Make memories now and take simple steps to protect your future.

Written by Corinne Heggie for the Estates Made Easy column published by the Glenview Daily Herald


Friends, I am a proud townie. But for stints in Ft. Hood, Texas, and Edina, Minnesota, during my father's service in the United States Army and later in Champaign, Urbana for college, Glenview has been home. For any curious readers, the pros outweigh the cons when you decide to raise a family in your hometown. "Hug the Bear!" Isn't that the rally cry of 60025 and 60026?


Truthfully, it is at the intersection of memories ade in my youth and those made with my family where pure joy is found. On May 12, 2019, I arrived at one such intersection at Our Lady of Perpetual Help's altar.


I cried when Father Boland blessed our family before my youngest son received his First Communion. Countless are the memories of Masses celebrated and sacraments made in OLPH's church with Sister Paulanne ever watchful from the sacristy.


Naturally, some memories are easier to recall than others. The less than subtle skirmishes between siblings during a long mass, the wonder of baptism, and the solemnity of 6:30 a.m. mass in Our Lady Chapel. All these memories served equally as the backdrop against which unadulterated grace flooded the church and consumed me at First Communion. To this day, my heart fills when I think about that day. I pray the memory never escapes me.


Why this talk of memories?


Memories remain etched in our minds when our ability to remember them falters. Time and use will unstring our minds. Fractures will appear. It is inevitable.


Then, perhaps slowly at first, precious memories evade our recall. Eventually, the mail is not opened, bills are not paid, the dog may not be fed, and purchased groceries may spoil.


For some, rituals are gradually forgotten, hardly noticeable to friends and family. For others, it is a sudden decline acutely apparent to all.


For the young and healthy readers, it is uncomfortable to move into this head space. Yet, my young and healthy friends, now the invitation is to ignore the tune that plays in your head: "I'm healthy, this won't happen to me. I've got plenty of time to plan."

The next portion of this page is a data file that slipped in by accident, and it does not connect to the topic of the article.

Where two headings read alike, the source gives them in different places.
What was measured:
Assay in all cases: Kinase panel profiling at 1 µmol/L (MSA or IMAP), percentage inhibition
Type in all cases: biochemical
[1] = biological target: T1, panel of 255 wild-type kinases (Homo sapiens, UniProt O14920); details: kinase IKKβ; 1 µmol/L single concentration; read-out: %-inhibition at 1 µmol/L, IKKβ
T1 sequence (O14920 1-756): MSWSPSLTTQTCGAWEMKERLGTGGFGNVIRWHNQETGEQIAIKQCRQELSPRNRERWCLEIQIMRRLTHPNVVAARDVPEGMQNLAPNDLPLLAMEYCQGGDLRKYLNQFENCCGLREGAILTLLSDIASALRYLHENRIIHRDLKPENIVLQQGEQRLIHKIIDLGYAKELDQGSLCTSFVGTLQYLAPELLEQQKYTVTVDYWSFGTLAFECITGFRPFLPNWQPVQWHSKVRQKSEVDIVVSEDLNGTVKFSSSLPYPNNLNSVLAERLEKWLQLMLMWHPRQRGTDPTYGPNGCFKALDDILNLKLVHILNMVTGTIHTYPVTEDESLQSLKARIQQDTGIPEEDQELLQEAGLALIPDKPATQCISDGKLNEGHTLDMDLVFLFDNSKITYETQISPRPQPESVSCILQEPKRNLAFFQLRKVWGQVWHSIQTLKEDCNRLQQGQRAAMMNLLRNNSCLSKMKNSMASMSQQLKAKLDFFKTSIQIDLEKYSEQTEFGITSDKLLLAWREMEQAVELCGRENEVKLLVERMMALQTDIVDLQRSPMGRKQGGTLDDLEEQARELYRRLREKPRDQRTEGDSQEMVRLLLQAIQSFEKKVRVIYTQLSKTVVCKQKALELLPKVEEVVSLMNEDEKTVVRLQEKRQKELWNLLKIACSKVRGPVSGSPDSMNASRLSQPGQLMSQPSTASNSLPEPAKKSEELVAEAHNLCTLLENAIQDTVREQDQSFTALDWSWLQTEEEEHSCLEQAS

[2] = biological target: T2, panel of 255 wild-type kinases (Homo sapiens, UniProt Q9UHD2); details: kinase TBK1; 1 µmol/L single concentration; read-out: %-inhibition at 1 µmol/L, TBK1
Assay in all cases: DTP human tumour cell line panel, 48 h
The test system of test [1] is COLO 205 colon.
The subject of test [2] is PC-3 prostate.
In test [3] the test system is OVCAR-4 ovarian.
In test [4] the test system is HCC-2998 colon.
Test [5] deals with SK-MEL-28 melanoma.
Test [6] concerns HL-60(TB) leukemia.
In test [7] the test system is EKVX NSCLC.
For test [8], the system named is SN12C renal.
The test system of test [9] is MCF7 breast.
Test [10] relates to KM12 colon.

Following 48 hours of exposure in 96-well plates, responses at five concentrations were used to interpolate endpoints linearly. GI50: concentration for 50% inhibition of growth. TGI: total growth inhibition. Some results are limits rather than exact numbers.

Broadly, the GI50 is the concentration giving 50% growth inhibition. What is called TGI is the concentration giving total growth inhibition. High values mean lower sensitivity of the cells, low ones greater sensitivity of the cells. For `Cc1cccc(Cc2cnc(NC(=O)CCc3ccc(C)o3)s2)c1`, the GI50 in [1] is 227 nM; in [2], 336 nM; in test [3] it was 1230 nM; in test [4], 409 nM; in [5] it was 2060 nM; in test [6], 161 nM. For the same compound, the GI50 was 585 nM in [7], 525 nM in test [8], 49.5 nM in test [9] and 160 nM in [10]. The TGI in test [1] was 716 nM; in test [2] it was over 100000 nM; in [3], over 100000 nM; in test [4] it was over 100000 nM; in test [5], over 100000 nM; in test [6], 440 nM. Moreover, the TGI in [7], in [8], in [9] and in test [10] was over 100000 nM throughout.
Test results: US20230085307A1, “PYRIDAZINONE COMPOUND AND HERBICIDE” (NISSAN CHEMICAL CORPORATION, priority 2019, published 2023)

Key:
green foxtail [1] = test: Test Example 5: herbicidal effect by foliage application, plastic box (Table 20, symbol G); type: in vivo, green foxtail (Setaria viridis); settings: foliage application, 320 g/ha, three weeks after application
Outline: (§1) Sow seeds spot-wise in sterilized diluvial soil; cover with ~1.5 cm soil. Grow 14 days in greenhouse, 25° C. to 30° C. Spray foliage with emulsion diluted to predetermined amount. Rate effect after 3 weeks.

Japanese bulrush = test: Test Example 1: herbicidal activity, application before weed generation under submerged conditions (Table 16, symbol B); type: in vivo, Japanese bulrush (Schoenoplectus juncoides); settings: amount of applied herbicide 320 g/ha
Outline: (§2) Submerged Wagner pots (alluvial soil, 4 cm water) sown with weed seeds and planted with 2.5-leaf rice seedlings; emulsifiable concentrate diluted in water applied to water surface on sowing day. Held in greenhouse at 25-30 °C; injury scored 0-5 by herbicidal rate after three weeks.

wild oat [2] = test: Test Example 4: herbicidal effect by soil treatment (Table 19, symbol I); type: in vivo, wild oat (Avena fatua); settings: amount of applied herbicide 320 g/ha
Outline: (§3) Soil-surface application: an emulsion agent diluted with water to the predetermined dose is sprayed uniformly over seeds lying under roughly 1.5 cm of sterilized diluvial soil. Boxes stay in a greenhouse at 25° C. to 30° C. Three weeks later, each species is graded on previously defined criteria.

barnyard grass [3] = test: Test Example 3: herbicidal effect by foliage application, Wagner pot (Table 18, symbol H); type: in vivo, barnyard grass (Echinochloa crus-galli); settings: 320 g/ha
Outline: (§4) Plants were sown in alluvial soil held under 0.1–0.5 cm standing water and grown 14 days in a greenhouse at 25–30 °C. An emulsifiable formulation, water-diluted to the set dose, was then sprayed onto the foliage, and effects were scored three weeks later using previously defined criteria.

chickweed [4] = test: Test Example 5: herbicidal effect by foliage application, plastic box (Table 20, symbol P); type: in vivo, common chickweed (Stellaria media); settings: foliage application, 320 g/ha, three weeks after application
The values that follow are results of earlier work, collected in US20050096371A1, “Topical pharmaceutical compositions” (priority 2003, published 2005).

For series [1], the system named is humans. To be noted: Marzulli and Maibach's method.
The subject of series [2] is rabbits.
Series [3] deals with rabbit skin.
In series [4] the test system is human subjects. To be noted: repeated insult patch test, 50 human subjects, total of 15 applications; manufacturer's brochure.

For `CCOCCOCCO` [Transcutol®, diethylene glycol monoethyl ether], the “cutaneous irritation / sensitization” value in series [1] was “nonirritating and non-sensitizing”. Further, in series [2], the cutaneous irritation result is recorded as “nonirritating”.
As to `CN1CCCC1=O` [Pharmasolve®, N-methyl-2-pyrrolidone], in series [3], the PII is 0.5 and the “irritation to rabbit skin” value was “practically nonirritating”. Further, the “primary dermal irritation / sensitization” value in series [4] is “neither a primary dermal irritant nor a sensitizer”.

This may in fact be true. Yet this mindset tempts fate especially when you can so easily remove uncertainty now should memory loss find you tomorrow or twenty years from now. How?


Any person who is at least 18 years old can sign powers of attorney. The powers of attorney allow an individual to name a trusted adult friend or family member to make decisions about finances, property, and health care if that individual is unable to make decisions about these critical daily activities for himself.


If you trust two adults, name them both so if one cannot help, there is another trusted adult on standby. Make sure your powers of attorney will not be challenged by partnering with an attorney to prepare and understand the documents.


If you are not moved to sign your own powers of attorney, then have a conversation with family members, regardless of age, about the importance of having powers of attorney in place now to avoid confusion and stress later.


For once a physician notes cognitive decline, a person's ability to sign powers of attorney to help himself is likely compromised.


Continue to make memories in town, out of town, with family and with friends, but take the time to reflect on how the simple step of signing a power of attorney can protect you before fond memories may be forgotten.


Corinne Cantwell Heggie is a principal of the Wochner Law Firm LLC in Northbrook. Corinne helps people avoid asset loss, court battles and taxes, with wills, trusts and powers of attorney. Corinne lives in Glenview with her husband and law partner where her family is active in sports, ministries that support women and children in crisis, and Boy Scouts.


See the published version of the article below:

Estates July 22 20210722_DH_NI4_CK007
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